We have Waffle House and some bar and grills that serve food until 2 AM and in the case of Waffle House, 24 hours, but mostly, if you want to dine  out late, you are out of luck. Some of the smaller places are eccentric with their hours. If business is slow, and they feel like going home, they ignore their own posted hours and close up early. It's frustrating to the patron, but I know I can find the best offerings in the smaller restaurants run by people instead of stockholders and bean counters, so that is what I continue to seek out.

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> ^ . . ^ <

 

 

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End of service in most French restaurants is 1330 or 1400 for lunch, 2130 or 2200 for dinner. After that, and between lunch and dinner service, your only choices are fast food joints like KFC and McDo or supermarket sandwiches. In cities there are some brasseries that do continuous service 1200-2400, but not many.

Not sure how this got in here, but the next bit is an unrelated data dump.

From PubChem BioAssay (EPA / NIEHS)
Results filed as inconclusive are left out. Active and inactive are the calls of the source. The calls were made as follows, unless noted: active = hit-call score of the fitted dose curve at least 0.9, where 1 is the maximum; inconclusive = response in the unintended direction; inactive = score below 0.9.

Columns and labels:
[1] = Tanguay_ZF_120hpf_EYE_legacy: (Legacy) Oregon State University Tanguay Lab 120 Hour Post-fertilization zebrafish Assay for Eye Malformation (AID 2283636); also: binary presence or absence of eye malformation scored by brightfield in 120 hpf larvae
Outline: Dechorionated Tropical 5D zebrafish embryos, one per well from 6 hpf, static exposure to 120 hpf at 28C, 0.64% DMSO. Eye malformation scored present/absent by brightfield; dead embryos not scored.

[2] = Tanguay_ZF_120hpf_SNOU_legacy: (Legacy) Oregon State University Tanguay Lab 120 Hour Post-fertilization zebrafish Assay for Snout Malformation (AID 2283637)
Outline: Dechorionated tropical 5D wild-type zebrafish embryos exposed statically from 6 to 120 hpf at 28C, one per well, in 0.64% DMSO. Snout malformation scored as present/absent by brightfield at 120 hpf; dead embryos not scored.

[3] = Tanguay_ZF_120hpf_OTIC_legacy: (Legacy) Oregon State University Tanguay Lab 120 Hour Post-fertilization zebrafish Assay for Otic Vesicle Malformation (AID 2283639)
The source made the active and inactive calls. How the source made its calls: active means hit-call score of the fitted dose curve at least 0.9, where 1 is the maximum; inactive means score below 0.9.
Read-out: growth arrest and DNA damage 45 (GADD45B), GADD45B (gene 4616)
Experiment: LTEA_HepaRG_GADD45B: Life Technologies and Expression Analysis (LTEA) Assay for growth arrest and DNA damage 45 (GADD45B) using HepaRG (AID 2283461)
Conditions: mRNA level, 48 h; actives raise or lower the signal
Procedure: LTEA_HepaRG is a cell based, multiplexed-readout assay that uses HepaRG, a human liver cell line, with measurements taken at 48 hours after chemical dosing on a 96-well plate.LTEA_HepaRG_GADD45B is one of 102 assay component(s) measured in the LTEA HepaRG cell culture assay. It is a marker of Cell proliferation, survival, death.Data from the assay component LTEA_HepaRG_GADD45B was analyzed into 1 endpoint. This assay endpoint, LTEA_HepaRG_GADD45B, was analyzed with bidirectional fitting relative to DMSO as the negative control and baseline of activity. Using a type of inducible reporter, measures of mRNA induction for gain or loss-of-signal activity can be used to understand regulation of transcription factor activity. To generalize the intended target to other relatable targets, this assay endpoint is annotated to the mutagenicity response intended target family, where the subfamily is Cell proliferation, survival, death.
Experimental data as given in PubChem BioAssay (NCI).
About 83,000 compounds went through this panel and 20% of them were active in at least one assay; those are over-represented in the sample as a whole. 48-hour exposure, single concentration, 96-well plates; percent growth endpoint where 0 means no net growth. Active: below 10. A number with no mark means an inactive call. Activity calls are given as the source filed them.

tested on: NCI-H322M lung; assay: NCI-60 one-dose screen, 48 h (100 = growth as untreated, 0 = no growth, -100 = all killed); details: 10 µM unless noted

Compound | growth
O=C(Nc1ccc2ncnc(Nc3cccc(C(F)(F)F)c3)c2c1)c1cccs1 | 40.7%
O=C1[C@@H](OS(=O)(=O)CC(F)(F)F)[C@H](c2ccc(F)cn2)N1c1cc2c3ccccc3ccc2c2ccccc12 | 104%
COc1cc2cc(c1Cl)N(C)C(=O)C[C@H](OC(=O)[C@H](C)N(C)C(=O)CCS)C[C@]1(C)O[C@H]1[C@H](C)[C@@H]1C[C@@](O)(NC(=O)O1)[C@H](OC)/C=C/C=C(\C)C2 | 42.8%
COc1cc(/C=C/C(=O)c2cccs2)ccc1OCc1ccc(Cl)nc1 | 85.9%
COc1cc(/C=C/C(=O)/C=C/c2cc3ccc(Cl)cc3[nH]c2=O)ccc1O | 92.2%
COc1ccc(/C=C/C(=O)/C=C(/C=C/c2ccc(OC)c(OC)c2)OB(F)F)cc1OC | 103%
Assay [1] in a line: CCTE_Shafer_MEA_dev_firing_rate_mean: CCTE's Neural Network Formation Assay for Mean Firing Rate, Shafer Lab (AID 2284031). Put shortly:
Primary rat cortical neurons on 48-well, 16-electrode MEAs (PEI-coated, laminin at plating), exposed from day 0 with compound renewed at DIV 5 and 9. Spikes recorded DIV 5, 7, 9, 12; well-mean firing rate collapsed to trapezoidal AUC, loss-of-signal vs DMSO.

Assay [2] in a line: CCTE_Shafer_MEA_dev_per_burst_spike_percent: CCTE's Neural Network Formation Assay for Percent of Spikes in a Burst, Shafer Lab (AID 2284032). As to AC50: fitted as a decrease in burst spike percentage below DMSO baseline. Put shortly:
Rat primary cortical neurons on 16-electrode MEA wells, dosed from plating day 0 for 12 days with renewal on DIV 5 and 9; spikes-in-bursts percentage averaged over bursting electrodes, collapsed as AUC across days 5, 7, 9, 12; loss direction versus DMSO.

Chris Ward

http://eatsleepcookschool.wordpress.com

I wrote a book about learning to cook in the South of France: http://mybook.to/escs

 

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I know absolutely nothing about restaurant service, help, etc.

What you've written, Chris Ward, makes me even more aware of the great little local restaurant near me.  In a town with a population of around 2000, this place serves breakfast, lunch, dinner, beer and wine, seven days a week.  Their food is SO good I love going there.  It's locally owned, of course, and I imagine some of the employees are family members.  The cook(s) are great and as many times as I have eaten there, have never had a meal that wasn't worth bragging about.

I don't know how they manage to do it but I'm sure grateful they're there.